Martin v. Donahoe

Filing 20

ORDER granting 5 Motion for Summary Judgment: For the reasons set forth herein, the Court grants defendant's motion for summary judgment. The Clerk of the Court shall enter judgment accordingly and close the case. SO ORDERED. Ordered by Judge Joseph F. Bianco on 3/22/2013. (Pilmar, Philip)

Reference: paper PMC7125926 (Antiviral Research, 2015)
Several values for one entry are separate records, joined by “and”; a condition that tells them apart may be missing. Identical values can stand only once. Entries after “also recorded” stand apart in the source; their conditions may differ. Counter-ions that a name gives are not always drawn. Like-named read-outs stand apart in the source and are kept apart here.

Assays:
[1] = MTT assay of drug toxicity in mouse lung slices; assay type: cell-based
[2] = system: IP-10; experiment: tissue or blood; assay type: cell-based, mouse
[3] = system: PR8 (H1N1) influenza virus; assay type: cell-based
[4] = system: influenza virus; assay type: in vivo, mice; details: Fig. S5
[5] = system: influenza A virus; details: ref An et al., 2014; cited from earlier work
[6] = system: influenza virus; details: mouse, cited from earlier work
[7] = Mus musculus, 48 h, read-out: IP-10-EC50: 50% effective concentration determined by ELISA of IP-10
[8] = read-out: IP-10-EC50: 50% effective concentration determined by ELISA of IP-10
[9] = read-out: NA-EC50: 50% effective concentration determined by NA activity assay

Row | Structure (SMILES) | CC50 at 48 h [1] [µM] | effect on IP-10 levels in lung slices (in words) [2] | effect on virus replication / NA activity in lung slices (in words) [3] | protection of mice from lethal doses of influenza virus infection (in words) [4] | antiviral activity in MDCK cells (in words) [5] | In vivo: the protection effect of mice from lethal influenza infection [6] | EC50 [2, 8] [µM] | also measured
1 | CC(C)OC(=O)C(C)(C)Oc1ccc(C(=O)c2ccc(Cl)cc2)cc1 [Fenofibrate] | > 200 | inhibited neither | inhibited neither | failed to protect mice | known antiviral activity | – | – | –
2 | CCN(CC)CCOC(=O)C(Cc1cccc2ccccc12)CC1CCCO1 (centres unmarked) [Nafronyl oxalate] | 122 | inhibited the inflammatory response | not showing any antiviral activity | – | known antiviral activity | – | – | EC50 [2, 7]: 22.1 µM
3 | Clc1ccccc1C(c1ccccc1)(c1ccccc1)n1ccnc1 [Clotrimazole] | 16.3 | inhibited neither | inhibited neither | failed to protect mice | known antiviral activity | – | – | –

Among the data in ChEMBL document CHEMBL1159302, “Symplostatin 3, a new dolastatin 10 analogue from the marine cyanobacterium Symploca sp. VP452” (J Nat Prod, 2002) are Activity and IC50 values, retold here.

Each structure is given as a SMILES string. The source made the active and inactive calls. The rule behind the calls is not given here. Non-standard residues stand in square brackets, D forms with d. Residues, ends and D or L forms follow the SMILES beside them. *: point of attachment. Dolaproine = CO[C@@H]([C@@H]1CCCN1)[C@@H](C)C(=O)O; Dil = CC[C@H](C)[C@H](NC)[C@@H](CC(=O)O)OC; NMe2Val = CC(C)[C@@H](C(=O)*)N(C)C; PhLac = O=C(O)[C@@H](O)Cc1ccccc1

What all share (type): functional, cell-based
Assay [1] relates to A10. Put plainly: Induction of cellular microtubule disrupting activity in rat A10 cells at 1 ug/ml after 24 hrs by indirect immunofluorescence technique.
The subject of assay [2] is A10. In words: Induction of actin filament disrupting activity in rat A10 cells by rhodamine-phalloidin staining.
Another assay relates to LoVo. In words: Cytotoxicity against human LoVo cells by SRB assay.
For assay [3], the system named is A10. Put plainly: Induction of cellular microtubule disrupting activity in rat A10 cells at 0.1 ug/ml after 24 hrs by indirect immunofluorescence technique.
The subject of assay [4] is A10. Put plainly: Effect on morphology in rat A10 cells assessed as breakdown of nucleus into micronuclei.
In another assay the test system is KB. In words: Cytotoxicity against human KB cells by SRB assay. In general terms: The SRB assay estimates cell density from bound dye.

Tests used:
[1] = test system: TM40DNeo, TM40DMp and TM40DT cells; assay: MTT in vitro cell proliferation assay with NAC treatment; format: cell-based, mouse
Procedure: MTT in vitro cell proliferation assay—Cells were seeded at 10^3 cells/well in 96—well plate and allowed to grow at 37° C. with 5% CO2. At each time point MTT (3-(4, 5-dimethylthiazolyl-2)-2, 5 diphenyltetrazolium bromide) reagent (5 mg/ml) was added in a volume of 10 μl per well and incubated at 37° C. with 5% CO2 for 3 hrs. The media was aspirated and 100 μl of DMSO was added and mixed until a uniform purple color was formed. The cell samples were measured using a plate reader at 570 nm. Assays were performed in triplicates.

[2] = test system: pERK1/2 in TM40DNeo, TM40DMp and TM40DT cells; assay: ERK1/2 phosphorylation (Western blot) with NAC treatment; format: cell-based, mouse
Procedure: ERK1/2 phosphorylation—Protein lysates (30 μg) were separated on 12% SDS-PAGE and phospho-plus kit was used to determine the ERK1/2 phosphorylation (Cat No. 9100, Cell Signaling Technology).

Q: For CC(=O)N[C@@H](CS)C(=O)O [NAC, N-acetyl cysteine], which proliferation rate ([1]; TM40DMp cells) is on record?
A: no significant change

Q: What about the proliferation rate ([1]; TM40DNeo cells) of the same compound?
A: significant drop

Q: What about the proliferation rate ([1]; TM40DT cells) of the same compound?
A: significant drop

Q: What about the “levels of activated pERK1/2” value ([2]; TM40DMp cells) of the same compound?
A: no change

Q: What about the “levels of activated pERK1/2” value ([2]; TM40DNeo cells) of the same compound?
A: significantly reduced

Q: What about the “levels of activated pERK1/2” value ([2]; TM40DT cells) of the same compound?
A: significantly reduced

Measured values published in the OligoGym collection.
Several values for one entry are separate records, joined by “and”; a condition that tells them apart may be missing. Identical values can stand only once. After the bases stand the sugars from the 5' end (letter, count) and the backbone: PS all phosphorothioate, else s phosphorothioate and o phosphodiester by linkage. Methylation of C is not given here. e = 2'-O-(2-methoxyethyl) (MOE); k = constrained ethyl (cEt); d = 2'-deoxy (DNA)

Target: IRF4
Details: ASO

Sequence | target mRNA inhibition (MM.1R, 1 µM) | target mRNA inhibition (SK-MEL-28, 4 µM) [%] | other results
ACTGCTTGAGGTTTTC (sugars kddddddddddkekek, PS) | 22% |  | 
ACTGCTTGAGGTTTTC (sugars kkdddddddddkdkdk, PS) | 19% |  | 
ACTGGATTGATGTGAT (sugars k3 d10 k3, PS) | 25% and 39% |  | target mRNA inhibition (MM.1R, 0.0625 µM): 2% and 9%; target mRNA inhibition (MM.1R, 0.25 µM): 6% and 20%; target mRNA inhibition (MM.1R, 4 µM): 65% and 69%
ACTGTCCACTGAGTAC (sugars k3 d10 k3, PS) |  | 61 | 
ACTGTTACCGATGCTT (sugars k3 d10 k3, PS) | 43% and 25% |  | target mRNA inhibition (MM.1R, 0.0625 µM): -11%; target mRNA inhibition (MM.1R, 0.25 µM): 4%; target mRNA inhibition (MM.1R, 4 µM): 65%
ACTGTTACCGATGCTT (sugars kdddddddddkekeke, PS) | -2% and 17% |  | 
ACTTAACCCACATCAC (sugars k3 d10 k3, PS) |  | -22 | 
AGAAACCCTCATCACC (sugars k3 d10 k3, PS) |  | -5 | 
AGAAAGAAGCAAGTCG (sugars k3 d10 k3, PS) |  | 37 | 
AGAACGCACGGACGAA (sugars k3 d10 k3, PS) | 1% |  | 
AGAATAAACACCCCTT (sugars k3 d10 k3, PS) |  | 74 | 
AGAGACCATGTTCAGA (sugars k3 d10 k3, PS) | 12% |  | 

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UNITED STATES DISTRICT COURT EASTERN DISTRICT OF NEW YORK _____________________ No 12-cv-672 (JFB) (ARL) _____________________ MARQUIS A. MARTIN, Plaintiff, VERSUS PATRICK R. DONAHOE, Defendant. ___________________ MEMORANDUM AND ORDER March 22, 2013 ___________________ JOSEPH F. BIANCO, District Judge: Plaintiff Marquis A. Martin (“Martin” or “plaintiff”) brings this action against Patrick R. Donahoe, Postmaster General of the United States Postal Service (“defendant”), pursuant to 29 U.S.C. §§ 701 et seq. (the “Rehabilitation Act”), alleging that he was discriminated against on the basis of his disability (depression) when he was terminated from his employment after repeatedly being absent from work.1 Defendant now moves for summary judgment, pursuant to Rule 56 of the Federal Rules of Civil Procedure. For the reasons set forth below, the Court grants defendant’s motion in its entirety. I. BACKGROUND A. Factual Background The Court has taken the facts set forth below from the parties’ affidavits, exhibits, and respective Rule 56.1 Statements of Facts. Upon consideration of a motion for summary judgment, the Court shall construe the facts in the light most favorable to the non-moving party. See Capobianco v. City of N.Y., 422 F.3d 47, 50-51 (2d Cir. 2005). Unless otherwise noted, where a party’s 56.1 Statement is cited, that fact is undisputed or the opposing party has pointed to no evidence in the record to contradict it.2 1 Plaintiff originally brought this action under the Americans with Disabilities Act of 1990, 42 U.S.C. §§ 12101 et seq. (the “ADA”). (Compl. ¶ 1.) However, the parties agreed at the pre-motion conference in this matter that plaintiff’s claim would be construed under the Rehabilitation Act, and not the ADA. 2 In addition, where the parties’ Rule 56.1 Statements contain specific citations to the record to support their statements, the Court has cited to the Rule 56.1 Statements, rather than the underlying citation to the record. 1. Plaintiff’s Disability and Termination occasions to return to work or provide documentation explaining his absence, but had failed to do so. (Id.) Through his union, plaintiff filed a grievance regarding his removal, and on June 15, 2011, an arbitrator upheld the USPS’ actions. (Def.’s 56.1 ¶¶ 34.) Plaintiff was a Mail Handler for the United States Postal Service (“USPS”) at a branch in Bethpage, New York. (Compl. ¶ 2; Def.’s 56.1 ¶ 1.) Plaintiff suffers from “severe and chronic depression” (Compl. ¶ 3), and plaintiff claims that due to his depression, he had difficulties performing his duties as a Mail Handler and that his “attendance was erratic and not continuous” (id. ¶ 7). Plaintiff’s domestic partner states that, beginning in July 2010, plaintiff “began to exhibit signs of severe depression that required hospitalization for treatment.” (Aff. of Starlette Chisem (“Chisem Aff.”) ¶ 4.) On August 18, 2010, the USPS sent plaintiff a “Notice of Removal,” which informed plaintiff that he would be removed as a USPS employee effective September 24, 2010.3 (Decl. of Eriberto Cedeno, Ex. B, Notice of Removal, at 1.) The Notice of Removal stated that plaintiff was being terminated because he had been absent from work without permission for over six weeks, and that plaintiff had not provided any “acceptable documentation to justify [his] absence . . . .” (Id.) Plaintiff was also discharged for failing to follow instructions, because he had been directed on three 2. Exhaustion of Administrative Remedies On July 29, 2011, 308 days after the effective date of his removal, plaintiff contacted the Equal Employment Opportunity Commission (“EEOC”). (Def.’s 56.1 ¶ 7.) On October 21, 2011, plaintiff filed a formal complaint with the agency. (Decl. of Kenneth Abell (“Abell Decl.”) Ex. D, Dismissal of Formal EEO Complaint, at 1.) On November 14, 2011, the EEOC dismissed plaintiff’s complaint as untimely because plaintiff did not contact the EEOC until 308 days after the effective date of his removal, while federal regulations require an aggrieved person to contact an EEO Counselor within 45 days of the discriminatory action. (Id. at 1-3); see also 29 C.F.R. § 1614.105(a)(1). Plaintiff claims that he did not file a timely complaint with the EEOC because he was “suffering from a major depressive disorder . . . whereby he could not function with the clarity one would need to fully comprehend what he would need to do to file suit against his employer.” (Pl.’s Opp’n at 6.) Plaintiff’s domestic partner states that, during the relevant time period, plaintiff had difficulty performing routine tasks such as bathing and eating, and that he did not “function out of bed” more than two days a week. (Chisem Aff. ¶ 14.) She also claims that plaintiff began to experience delusions and paranoia that occurred approximately every three weeks. (Id.) However, plaintiff provides no medical records regarding his condition after the effective date of his termination on September 24, 2010. The 3 Although plaintiff concedes that he did not timely file an EEOC complaint as required by federal regulations, plaintiff states that the effective date of his removal was June 15, 2011, the date that an arbitrator upheld his termination. (Pl.’s 56.1 ¶ 2.) However, as the Supreme Court has stated, the “pendency of a grievance, or some other method of collateral review of an employment decision does not toll the running of the limitations period.” Del. State Coll. v. Ricks, 449 U.S. 250, 261 (1980) (citing Int'l Union of Elec., Radio & Mach. Workers, AFL-CIO, Local 790 v. Robbins & Myers, Inc., 429 U.S. 229, 236 (1976) (rejecting argument that “the statutory period for filing a claim with the EEOC” should be tolled “during the pendency of grievance or arbitration procedures under the collectingbargaining contract”)). Therefore, the operative date of removal for exhaustion purposes is September 24, 2010. 2 B. Procedural Background only records that plaintiff did submit relate to the period between his Notice of Removal and the effective date of his termination. A counselor from the USPS Employee Assistance Program (“EAP”) noted on August 24, 2010 that plaintiff reported “feeling better” and his “presentation was less depressed.” (Id. Ex. 1, at 6.) Plaintiff’s primary care physician remarked on September 2, 2010 that plaintiff reported a “lack of interest or pleasure in activities” and “sleeping [a lot],” but that plaintiff’s affect presented as “normal,” “not flat,” and “not sad.” (Id. at 24-25.) Plaintiff filed the complaint in this action on February 10, 2012. Defendant filed a preanswer motion for summary judgment on June 15, 2012. Plaintiff filed his opposition to the motion on July 21, 2012, and defendant replied on August 3, 2012. The Court held oral argument on September 18, 2012. The Court has fully considered the submissions of the parties. II. STANDARD OF REVIEW The standard for summary judgment is well settled. Pursuant to Federal Rule of Civil Procedure 56(a), a court may only grant a motion for summary judgment if “the movant shows that there is no genuine dispute as to any material fact and the movant is entitled to judgment as a matter of law.” Fed. R. Civ. P. 56(a). The moving party bears the burden of showing that he or she is entitled to summary judgment. Huminski v. Corsones, 396 F.3d 53, 69 (2d Cir. 2005). “A party asserting that a fact cannot be or is genuinely disputed must support the assertion by: (A) citing to particular parts of materials in the record, including depositions, documents, electronically stored information, affidavits or declarations, stipulations (including those made for purposes of the motion only), admissions, interrogatory answers, or other materials; or (B) showing that the materials cited do not establish the absence or presence of a genuine dispute, or that an adverse party cannot produce admissible evidence to support the fact.” Fed. R. Civ. P. 56(c)(1). The court “‘is not to weigh the evidence but is instead required to view the evidence in the light most favorable to the party opposing summary judgment, to draw all reasonable inferences in favor of that party, and to eschew credibility assessments.’” Amnesty Am. v. Town of W. Hartford, 361 F.3d 113, 122 (2d Cir. 2004) Despite plaintiff’s claim that he was unable to understand his legal rights following his termination, plaintiff filed a grievance relating to his termination and testified before an arbitrator on May 26, 2011. (Abell Decl. Ex. B, Arbitration Award, at 1-2.) At oral argument, plaintiff’s attorney stated that this testimony was limited, and there was no indication during the testimony that plaintiff was well enough to understand his rights. However, no transcript or evidence was submitted to support this assertion. In addition, plaintiff reported to the EAP counselor on August 24, 2010 that he had begun the legal process of locating his children and gaining visitation rights. (Chisem Aff. Ex. 1, at 6.) Following oral argument, the Court gave plaintiff 45 days to submit any medical documentation to explain why he was unable to make contact with an EEO Counselor following his termination. By letter dated November 13, 2012, plaintiff informed the Court that he did not have any supplemental submissions. (See Notice by Marquis A. Martin, Nov. 13, 2012, ECF No. 18.) 3 (quoting Weyant v. Okst, 101 F.3d 845, 854 (2d Cir. 1996)); see also Anderson v. Liberty Lobby, Inc., 477 U.S. 242, 248 (1986) (summary judgment is not warranted if “the evidence is such that a reasonable jury could return a verdict for the nonmoving party”). exhaust his administrative remedies in a timely manner, and there is no basis for equitable tolling. For the reasons set forth below, the Court agrees. A. Employment Discrimination Claims and Exhaustion of Administrative Remedies Once the moving party has met its burden, the opposing party “‘must do more than simply show that there is some metaphysical doubt as to the material facts. . . . [T]he nonmoving party must come forward with specific facts showing that there is a genuine issue for trial.’” Caldarola v. Calabrese, 298 F.3d 156, 160 (2d Cir. 2002) (quoting Matsushita Elec. Indus. Co. v. Zenith Radio Corp., 475 U.S. 574, 586-87 (1986)). As the Supreme Court stated in Anderson, “[i]f the evidence is merely colorable, or is not significantly probative, summary judgment may be granted.” 477 U.S. at 249-50 (citations omitted). Indeed, “the mere existence of some alleged factual dispute between the parties” alone will not defeat a properly supported motion for summary judgment. Id. at 247-48. Thus, the nonmoving party may not rest upon mere conclusory allegations or denials, but must set forth “‘concrete particulars’” showing that a trial is needed. R.G. Group, Inc. v. Horn & Hardart Co., 751 F.2d 69, 77 (2d Cir. 1984) (quoting SEC v. Research Automation Corp., 585 F.2d 31, 33 (2d Cir. 1978)). Accordingly, it is insufficient for a party opposing summary judgment “‘merely to assert a conclusion without supplying supporting arguments or facts.’” BellSouth Telecomms., Inc. v. W.R. Grace & Co., 77 F.3d 603, 615 (2d Cir. 1996) (quoting Research Automation Corp., 585 F.2d at 33). 1. Legal Standard “To establish a prima facie case of employment discrimination under the Rehabilitation Act, a plaintiff must prove that: (1) he is an individual with a disability, (2) he was otherwise qualified for a position, (3) he was denied that position on the basis of his disability, and (4) the employer receives federal funds.” D'Amico v. City of N.Y., 132 F.3d 145, 150 (2d Cir. 1998) (citations and internal quotation marks omitted). However, in order to bring a Rehabilitation Act discrimination claim in a federal district court, a plaintiff must first exhaust his administrative remedies. See Boos v. Runyon, 201 F.3d 178, 181 (2d Cir. 2000) (“EEOC regulations require an employee suing the federal government under the Rehabilitation Act to exhaust certain administrative remedies before initiating a suit in the district court.”). Thus, an aggrieved employee must first seek EEO counseling within 45 days of the allegedly discriminatory act. 29 C.F.R. § 1614.105(a)(1). Failure to seek EEO counseling is grounds for dismissal of plaintiff’s action. See Torres v. U.S. Dep’t of Veteran Affairs, 02-CIV-9601, 2004 WL 691237, at *4-5 (S.D.N.Y. Mar. 31, 2004) (dismissing case where federal employee did not consult with an EEO counselor within 45 days of the alleged discriminatory act); Judge v. Henderson, 172 F. Supp. 2d 410, 412-13 (S.D.N.Y. 2001) (same). III. DISCUSSION However, failure to exhaust is not jurisdictional. Downey v. Runyon, 160 F.3d 139, 145-46 (2d Cir. 1998) (“‘[F]iling a Defendant moves for summary judgment on the grounds that plaintiff failed to 4 74, 80-81 (2d Cir. 2003) (quoting Chapman v. ChoiceCare Long Island Term Disability Plan, 288 F.3d 506, 512 (2d Cir. 2002)); see also Irwin v. Dep’t of Veteran Affairs, 498 U.S. 89, 96 (1990) (noting that “the principles of equitable tolling . . . do not extend to what is at best a garden variety claim of excusable neglect”). The doctrine is “highly case-specific,” and the “burden of demonstrating the appropriateness of equitable tolling [] lies with the plaintiff.” Boos, 201 F.3d at 184-85; see also Smith v. Chase Manhattan Bank, No. 97 Civ. 4507, 1998 WL 642930, at *3 (S.D.N.Y. Sept. 18, 1998) (“[A] court must consider the equities of the excuse offered to explain the delay and may extend the limitations period if warranted.”). timely charge of discrimination with the EEOC is not a jurisdictional prerequisite to suit in federal court, but a requirement that, like a statute of limitations, is subject to waiver, estoppel, and equitable tolling.’” (quoting Zipes v. Trans World Airlines, Inc., 455 U.S. 385, 393 (1982))). In particular, federal regulations require that the 45-day requirement be tolled: when the individual shows that he or she was not notified of the time limits and was not otherwise aware of them, that he or she did not know and reasonably should not have [] known that the discriminatory matter or personnel action occurred, that despite due diligence he or she was prevented by circumstances beyond his or her control from contacting the counselor within the time limits, or for other reasons considered sufficient by the agency or the Commission. Courts have held that only in a limited number of cases do extraordinary circumstances exist. Such cases include where the plaintiff has a mental or physical disability. See, e.g., Tsai v. Rockefeller Univ., 137 F. Supp. 2d 276, 281-83 (S.D.N.Y. 2001). In circumstances more extreme than those in the present case, courts have held that extraordinary circumstances did not exist. See Ferrer v. Potter, No. 03 Civ. 9113, 2005 WL 1022439, at *8 (S.D.N.Y. May 3, 2005) (holding father’s death insufficient reason for equitable tolling); Chalom v. Perkins, No. 97 Civ. 9505, 1998 WL 851610, at *6 (S.D.N.Y. Dec. 9, 1998) (“Even if [plaintiff] did offer proof of the mental grief she alludes to, it would not reach the high standard that this circuit has applied.” (citing cases)); Pauling v. Sec’y of Dep’t of Interior, 960 F. Supp. 793, 804, n.6 (S.D.N.Y. 1997) (holding that plaintiff’s claim that he was suffering from a “major depressive episode” did not excuse his failure to exhaust administrative remedies when the medical evidence “indicat[ed] only that he was too ill to work, not that he was too ill to comprehend his rights and to file a 29 C.F.R. § 1614.105(a)(2). Thus, this Court must consider whether there are any grounds for equitable tolling. See Boos, 201 F.3d at 184 (holding 45-day requirement subject to equitable tolling). “Tolling of the time limit is granted when ‘rare and exceptional circumstances’ prevented a plaintiff from filing on time.” Williams v. Potter, No. 06 Civ. 8258, 2007 WL 2375818, at *5 (S.D.N.Y. Aug. 14, 2007) (quoting Smith v. McGinnis, 208 F.3d 13, 17 (2d Cir. 2000)). “When determining whether equitable tolling is applicable, a district court must consider whether the person seeking application of the equitable tolling doctrine (1) has ‘acted with reasonable diligence during the time period she seeks to have tolled,’ and (2) has proved that the circumstances are so extraordinary that the doctrine should apply.” ZerilliEdelglass v. N.Y.C. Transit Auth., 333 F.3d 5 inquiry into tolling.”); Chalom, 1998 WL 851610, at *6 (rejecting equitable tolling where plaintiff “offers no evidence of her suggested mental anguish and stress and the extent to which it affected her ability to file within the statutory deadlines.”). complaint”); Decrosta v. Runyon, Nos. 90CV-1269, 90-CV-585, 1993 WL 117583, at *3 (N.D.N.Y. Apr. 14, 1993) (holding that equitable tolling was not justified despite doctor’s statement that the plaintiff was “suffering from a major depressive disorder that was more serious than a neurosis and his overall ability to function in society was severely limited” when other testimony from doctors demonstrated that plaintiff could care from himself, comprehend problems with his employment, and had retained an attorney regarding his legal remedies). In fact, the evidence in the record demonstrates that plaintiff was able to function in society and comprehend his legal rights. Plaintiff told the EAP counselor after receiving his Notice of Removal that he had begun the legal process of locating his children and gaining visitation rights. (Chisem Aff. Ex. 1, at 6.) Most importantly, plaintiff filed a grievance regarding his termination and testified before an arbitrator on May 26, 2011. (Pl.’s 56.1 ¶¶ 3-4; Abell Decl. Ex. B, Arbitration Award, at 1-2.) Plaintiff’s participation in this legal process regarding his employment demonstrates that he had the ability to initiate contact with the EEOC following his termination. See Hedgepeth v. Runyon, 96 CIV. 1161, 1997 WL 759438, at *5 (S.D.N.Y. Dec. 10, 1997) (“[T]he fact that Plaintiff sought disability retirement benefits in the intervening months between the date of discharge and the date of EEO notification belies any notion that Plaintiff was sufficiently incapacitated to warrant tolling.”); Pauling, 960 F. Supp. at 804 n.6 (plaintiff denied equitable tolling when he pursued a claim for workers’ compensation during the relevant time period but failed to initiate contact with the EEOC). 2. Application As a threshold matter, plaintiff does not dispute that he failed to file a timely request for EEO counseling as required by federal regulations. Instead, plaintiff argues that he is entitled to equitable tolling because he was “suffering from a major depressive disorder . . . whereby he could not function with the clarity one would need to fully comprehend what he would need to do to file suit against his employer.” (Pl.’s Opp’n at 6.) To corroborate plaintiff’s condition in the period between his discharge from the USPS and his complaint to the EEOC, plaintiff only submits the unsupported affidavit of his domestic partner, which claims that plaintiff had difficulty performing simple life functions and often did not get up from bed. However, plaintiff has not submitted any medical evidence to substantiate his claims. Following oral argument, plaintiff was given another opportunity to submit medical evidence which could provide a justification for his 308-day delay in contacting the EEOC, but plaintiff was unable to do so. See Boos, 201 F.3d at 185 (“[Plaintiff’s] conclusory and vague claim, without a particularized description of how her condition adversely affected her capacity to function generally or in relationship to the pursuit of her rights, is manifestly insufficient to justify any further The precedent that plaintiff directs the Court to is unpersuasive. For example, in Tsai, the court denied the defendant’s motion to dismiss because the plaintiff had alleged physical and mental conditions to justify her delay in initiating contact with the EEOC. 137 F. Supp. 2d at 282. The court found that plaintiff’s ability to file for disability benefits did “not necessarily refute her inability to file an EEOC charge” 6 (including testifying before an arbitrator), and plaintiff’s failure to submit any medical evidence to substantiate his alleged inability to pursue his legal rights due to his depression (even after being given additional time by the Court to do so), the Court concludes that this is simply not one of the “rare and exceptional” circumstances that would justify equitable tolling. McGinnis, 208 F.3d at 17. because filing for disability benefits was a “non-adversarial process” that did not involve discussion of her former employer, any mention of which “exacerbated” her depression. Id. at 282-83. First, in contrast to the plaintiff in Tsai, plaintiff here does not claim that any mention of his employer exacerbates his depression, and the grievance process he initiated surrounded the same universe of facts as any complaint that he would have filed with the EEOC. Furthermore, upon the defendant’s motion for summary judgment, the court in Tsai dismissed the plaintiff’s complaint, as the evidence produced during discovery demonstrated that plaintiff had “pursued various legal rights in a number of ways” during the relevant time period, including consulting with an attorney regarding a possible discrimination suit against her employer. Tsai v. Rockefeller Univ., No. 00 CIV. 329, 2002 WL 237843, at *5 (S.D.N.Y. Feb 15, 2002). IV. CONCLUSION For the foregoing reasons, the Court grants defendant’s motion for summary judgment. The Clerk of the Court shall enter judgment accordingly and close the case. SO ORDERED. ______________________ JOSEPH F. BIANCO United States District Judge Plaintiff’s reliance on Benn v. Greiner, 275 F. Supp. 2d 371 (E.D.N.Y. 2003), is also unpersuasive. In Benn, a court determined that equitable tolling was warranted for a petitioner seeking a writ of habeas corpus when the petitioner was “prone to distracting auditory hallucinations,” was “confined to the mental health ward of [the] prison for much of his sentence,” and could not understand simple directions. Id. at 373-74. Even fully crediting the affidavit of plaintiff’s domestic partner, plaintiff has clearly not satisfied his burden of demonstrating that his situation is sufficiently serious, such as the circumstances in Benn, to warrant this Court excusing his 308-day delay in initiating contact with an EEO Counselor. Dated: March 22, 2013 Central Islip, NY *** Plaintiff is represented by Locksley O. Wade, 110 Wall Street, 11th Floor, New York, New York, 10005. The attorney for defendant is Kenneth M. Abell, United States Attorney’s Office Eastern District Of New York, 271 Cadman Plaza East, Brooklyn, New York, 11201. Having considered all of the evidence, including the affidavit of plaintiff’s domestic partner, plaintiff’s ability to pursue a grievance procedure against the USPS 7